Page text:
United States District Court, D. Maine
REPORT AND RECOMMENDED DECISION 
JOHN H. RICH, III, Magistrate Judge.
This Social Security Disability ("SSD") and Supplemental Security Income ("SSI") appeal raises the question of whether the administrative law judge supportably found the plaintiff capable of performing work existing in significant numbers in the national economy. The plaintiff asserts that the administrative law judge impermissibly determined his residual functional capacity ("RFC") based upon an interpretation of raw medical evidence, improperly rejected portions of the opinion of treating source Adam M. Kazimierczak, D.O., found a severe impairment of insomnia with no related limitations, and made an unsupported credibility determination. See Itemized Statement of Errors Pursuant to Local Rule 16.3 Submitted by Plaintiff ("Statement of Errors") (ECF No. 11) at 2-9. I agree that, in assessing restrictions on the use of the plaintiff's right hand, the administrative law judge improperly interpreted raw medical evidence and failed to supply good reason for rejecting the opinion of Dr. Kazimierczak. The error were not harmless. Accordingly, I recommend that the decision of the commissioner be vacated and the case remanded for further development.
Pursuant to the commissioner's sequential evaluation process, 20 C.F.R. §§ 404.1520, 416.920; Goodermote v. Secretary of Health & Human Servs., 690 F.2d 5, 6 (1st Cir. 1982), the administrative law judge found, in relevant part, that the plaintiff meets the insured status requirements of the Social Security Act through December 31, 2014, Finding 1, Record at 13; that he had severe impairments of thoracic and cervical degenerative disc disease, Dupuytren's contracture (right hand), and insomnia, Finding 3, id.; that he retained the RFC to perform a reduced range of light work as defined in 20 C.F.R. §§ 404.1567(b) and 416.967(b); specifically, that he could lift and carry 20 pounds occasionally and 10 pounds frequently, could sit for four hours in an eight-hour workday and stand and walk for four hours over the course of an average eight-hour day with the opportunity to change positions between sitting and standing as needed or at will, could never climb ladders, ropes, or scaffolds, could occasionally climb ramps and stairs, could occasionally balance, stoop, kneel, crouch, and crawl, would need to avoid overhead work bilaterally, could only frequently reach bilaterally and could frequently handle bilaterally, could perform fingering and feeling occasionally with the dominant right hand but could do so frequently with the left hand, would need to avoid work at unprotected heights and hazards in the workplace, and could understand, remember, and carry out simple, repetitive instructions and persist at that level of complexity for eight hours a day, five days a week on a consistent basis, Finding 5, id. at 15; that, considering his age (41 years old, defined as a younger individual, on his alleged disability onset date, August 2, 2010), education (at least high school), work experience (transferability of skills immaterial), and RFC, there were jobs existing in significant numbers in the national economy that he could perform, Findings 7-10, id. at 19; and that he, therefore, was not disabled from August 2, 2010, through the date of the decision, June 12, 2012, Finding 11, id. at 20. The Appeals Council declined to review the decision, id. at 1-3, making the decision the final determination of the commissioner, 20 C.F.R. §§ 404.981, 416.1481; Dupuis v. Secretary of Health & Human Servs., 869 F.2d 622, 623 (1st Cir. 1989).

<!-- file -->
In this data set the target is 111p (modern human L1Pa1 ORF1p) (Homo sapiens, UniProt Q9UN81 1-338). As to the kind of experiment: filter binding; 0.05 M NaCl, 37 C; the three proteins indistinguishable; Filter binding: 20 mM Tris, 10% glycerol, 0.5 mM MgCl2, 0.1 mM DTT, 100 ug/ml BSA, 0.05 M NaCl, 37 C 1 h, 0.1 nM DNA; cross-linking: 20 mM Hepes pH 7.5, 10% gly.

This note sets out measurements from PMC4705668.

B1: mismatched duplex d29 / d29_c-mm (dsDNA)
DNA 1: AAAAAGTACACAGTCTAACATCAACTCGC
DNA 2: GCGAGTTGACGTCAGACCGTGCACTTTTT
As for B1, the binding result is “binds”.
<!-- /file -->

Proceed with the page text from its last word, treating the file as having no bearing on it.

The standard of review of the commissioner's decision is whether the determination made is supported by substantial evidence. 42 U.S.C. §§ 405(g), 1383(c)(3); Manso-Pizarro v. Secretary of Health & Human Servs., 76 F.3d 15, 16 (1st Cir. 1996). In other words, the determination must be supported by such relevant evidence as a reasonable mind might accept as adequate to support the conclusion drawn. Richardson v. Perales, 402 U.S. 389, 401 (1971); Rodriguez v. Secretary of Health & Human Servs., 647 F.2d 218, 222 (1st Cir. 1981).
The administrative law judge reached Step 5 of the sequential evaluation process, at which stage the burden of proof shifts to the commissioner to show that a claimant can perform work other than his past relevant work. 20 C.F.R. §§ 404.1520(g), 416.920(g); Bowen v. Yuckert, 482 U.S. 137, 146 n.5 (1987); Goodermote, 690 F.2d at 7. The record must contain substantial evidence in support of the commissioner's findings regarding the plaintiff's RFC to perform such other work. Rosado v. Secretary of Health & Human Servs., 807 F.2d 292, 294 (1st Cir. 1986).